Foster-care providers saluted

May is National Foster Care Month and is a time to recognize those that dedicate both their professional careers and personal lives to provide opportunities and supportive families for youth in need during tough transitional phases in life. It is a time to remember foster parents, mentors and child welfare professionals as well as all of the volunteers that contribute to help provide and raise awareness for youth during these often very challenging times.

Hale `Opio’s Transitional Family Homes program is a sector of foster care that specifically works with at-risk youth in very challenging family situations or lack of family altogether. The program aims to provide a safe and secure environment in a temporary foster home while providing a therapeutic component for the youth and their family or caretaker. With a goal of reunification in mind, the program and its workers are dedicated to aiding these youth in identifying traumatic issues or negative behaviors and helping them develop proper coping skills, so they can respond to life events in a more positive manner. Depending on the age of the youth entering the program, Hale `Opio also strives to help each youth create community connections and develop independent living skills, so they can function better in society and be better equipped to live independently if at the appropriate age.

“Our number one goal is to first meet their basic needs and then identify their specific trauma. We then attempt to help stabilize the youth’s areas of growth and work with the family or identified caretaker to get (youth) back to their homes as soon as possible,” said Kevin Lowry, TFH program director at Hale `Opio. “We attempt to create a safety net so they feel secure to open up about their feelings and life situations.”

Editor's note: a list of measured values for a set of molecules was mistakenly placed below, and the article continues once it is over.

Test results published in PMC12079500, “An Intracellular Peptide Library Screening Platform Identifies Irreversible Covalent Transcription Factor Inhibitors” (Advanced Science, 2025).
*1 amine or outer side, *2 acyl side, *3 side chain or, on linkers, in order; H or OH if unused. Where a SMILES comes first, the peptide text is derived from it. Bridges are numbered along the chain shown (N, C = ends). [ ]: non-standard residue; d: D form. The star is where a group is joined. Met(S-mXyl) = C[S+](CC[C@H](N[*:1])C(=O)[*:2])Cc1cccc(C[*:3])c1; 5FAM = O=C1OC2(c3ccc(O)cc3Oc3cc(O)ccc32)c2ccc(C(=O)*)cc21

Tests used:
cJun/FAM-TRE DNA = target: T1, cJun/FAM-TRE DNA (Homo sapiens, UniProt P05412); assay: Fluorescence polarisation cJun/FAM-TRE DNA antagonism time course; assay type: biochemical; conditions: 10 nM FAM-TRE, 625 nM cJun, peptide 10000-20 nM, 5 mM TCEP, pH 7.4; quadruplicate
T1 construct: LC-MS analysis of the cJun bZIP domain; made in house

Meeting basic needs and providing a relatively normal environment is the first step in helping these youth feel safe and cared for. From providing adequate meals everyday and ensuring they attend school to making sure they brush their teeth and have a safe place to sleep, Hale `Opio caretakers and TFH foster parents strive to provide a stable environment first, while identifying and addressing individual traumatic issues.

“The foster parent that can combine a home that is embracing, loving and provides a sense of warmth, combined with structure and accountability, gives the youth the best chance for success,” Lowry said. “Safety and a sense of belonging are crucial.”

According to the National Foster Care Coalition, on any given day there are more than 400,000 youth in foster care in the United States. While some of those youth will be reunited with their families, others will remain in this care until they age out of the program and are required to live independently. This is where Hale `Opio’s focus on helping these youth develop basic life skills is so important. Once 18, they will hopefully have the skills and connections to live independently if need be, have the ability to sustain a job and be able to navigate life with or without the support of their family or caretaker.

Some may wonder how the community can help support these programs or specifically Kauai youth in challenging circumstances. There are many different ways, and you do not have to be a foster parent, though there is a shortage of families in the nation and specifically Kauai. Communities need to embrace youth and be reminded that, in dealing with people you meet, you never know their personal circumstances. Treat them as you would your own ohana. Go the extra mile to help them feel supported, uplifted and important. Simply being there as a community for these youth is crucial to their success. Furthermore, if you know someone that is a foster parent or child welfare professional, tell him or her thank you today! Help them know how important their work is and that you are aware of the challenges that can come with it. Let us uplift these youth and dedicated professionals, so they know how important they are and that they have a community supporting and cheering for them and their success.

If you think you are interested in becoming a foster parent or want to know what the job entails, you can contact Kevin Lowry at klowry@haleopio.org for more information.

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Questions?

Hale `Opio Kauai convened a support group of adults in our Kauai community to “step into the corner” for our teens, to answer questions and give support to youth and their families ona wide variety of issues. Please email your questions or concerns facing our youth and families today to Esther Solomon at esolomon@haleopio.org For more information about Hale ‘Opio Kauai, please go to www.haleopio.org

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